According to the American Cancer Society, 1 in 9 men will get diagnosed with prostate cancer. In 2019, it was expected that there would be over 174,000 new cases of prostate cancer, with nearly 32,000 men dying from the disease this year alone.

If you are a man who is concerned about prostate cancer and would like to know more, here are some answers to three frequently asked questions.

What Things Increases My Risk of Getting Prostate Cancer?

When it comes to cancer, certain things can increase the risk of getting it. For example, prolonged exposure to the sun can increase one's chances of getting skin cancer.

Besides being a man, some things that increase the chances of getting prostate cancer include:

  • Being over the age of 50
  • Having a family history of the disease
  • Exposure to a chemical used during the Vietnam War called Agent Orange
  • Being obese and having certain eating behaviors

If any of the above risk factors apply to you, it doesn't mean you will get prostate cancer. These risk factors simply increase your chances of getting the disease.

What Are the Symptoms of Prostate Cancer?

It's important to be aware of the symptoms of prostate cancer. The earlier you notice them, the easier it can be to treat the disease. Some early warning signs and symptoms to look for include:

  • Having to urinate more frequently than usual
  • Having a weak urine flow or needing to strain to empty the bladder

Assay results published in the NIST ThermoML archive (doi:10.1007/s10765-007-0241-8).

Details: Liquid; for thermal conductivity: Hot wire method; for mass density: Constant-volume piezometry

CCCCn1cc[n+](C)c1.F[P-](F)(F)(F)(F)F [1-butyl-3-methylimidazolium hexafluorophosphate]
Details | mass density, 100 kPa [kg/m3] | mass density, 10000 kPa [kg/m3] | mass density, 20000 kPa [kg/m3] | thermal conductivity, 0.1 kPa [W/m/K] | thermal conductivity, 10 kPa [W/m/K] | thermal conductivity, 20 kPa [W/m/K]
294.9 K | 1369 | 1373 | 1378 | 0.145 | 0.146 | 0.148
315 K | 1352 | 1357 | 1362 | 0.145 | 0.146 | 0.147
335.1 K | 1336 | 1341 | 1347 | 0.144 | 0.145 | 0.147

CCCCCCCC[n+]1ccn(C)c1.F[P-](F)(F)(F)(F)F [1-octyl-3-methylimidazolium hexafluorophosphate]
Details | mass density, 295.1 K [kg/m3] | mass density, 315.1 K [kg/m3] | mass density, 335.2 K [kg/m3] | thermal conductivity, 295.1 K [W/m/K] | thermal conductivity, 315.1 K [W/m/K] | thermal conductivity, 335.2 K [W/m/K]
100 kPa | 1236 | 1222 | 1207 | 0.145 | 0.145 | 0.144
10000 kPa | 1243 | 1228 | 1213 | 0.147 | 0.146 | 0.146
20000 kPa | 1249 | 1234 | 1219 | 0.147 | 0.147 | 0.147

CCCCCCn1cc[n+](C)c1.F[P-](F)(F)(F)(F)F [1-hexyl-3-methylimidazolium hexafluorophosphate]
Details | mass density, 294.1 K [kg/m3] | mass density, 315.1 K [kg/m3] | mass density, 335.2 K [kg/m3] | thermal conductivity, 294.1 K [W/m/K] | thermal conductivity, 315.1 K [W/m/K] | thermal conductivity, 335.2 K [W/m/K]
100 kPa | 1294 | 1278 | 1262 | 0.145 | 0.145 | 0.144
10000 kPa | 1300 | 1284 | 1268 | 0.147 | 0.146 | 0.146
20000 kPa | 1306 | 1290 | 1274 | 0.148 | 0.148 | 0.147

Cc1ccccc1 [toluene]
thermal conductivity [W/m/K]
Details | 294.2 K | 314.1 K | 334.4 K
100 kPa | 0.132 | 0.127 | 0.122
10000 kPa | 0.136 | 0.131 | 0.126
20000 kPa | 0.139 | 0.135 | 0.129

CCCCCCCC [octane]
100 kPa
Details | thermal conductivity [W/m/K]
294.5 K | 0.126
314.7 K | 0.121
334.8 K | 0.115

• Blood in the urine or seminal fluid
  • Experiencing erectile dysfunction

In some instances, an enlarged prostate can make it uncomfortable to sit. If you notice any of these symptoms, you should get a prostate-specific antigen (PSA) test done as soon as possible.

How Is Prostate Cancer Treated?

Sometimes cancer will only need to be treated if it grows or starts causing symptoms. If the cancer is not being treated, PSA levels need to be monitored closely. When treatment is necessary, some of the options include:

  • Prostatectomy — a surgical procedure to remove the prostate
  • Radiation therapy — used to kill cancer cells
  • Cryotherapy — freezes and kills cancer cells
  • Chemotherapy — oral or intravenous medications that shrink or kill the cancer

Some men diagnosed with prostate cancer also use complementary types of treatment, which include acupuncture and taking certain vitamins or supplements. It should be noted that complementary treatments are used in addition to standard types of cancer treatment and may or may not be beneficial.

For more information, contact a local prostate cancer specialist.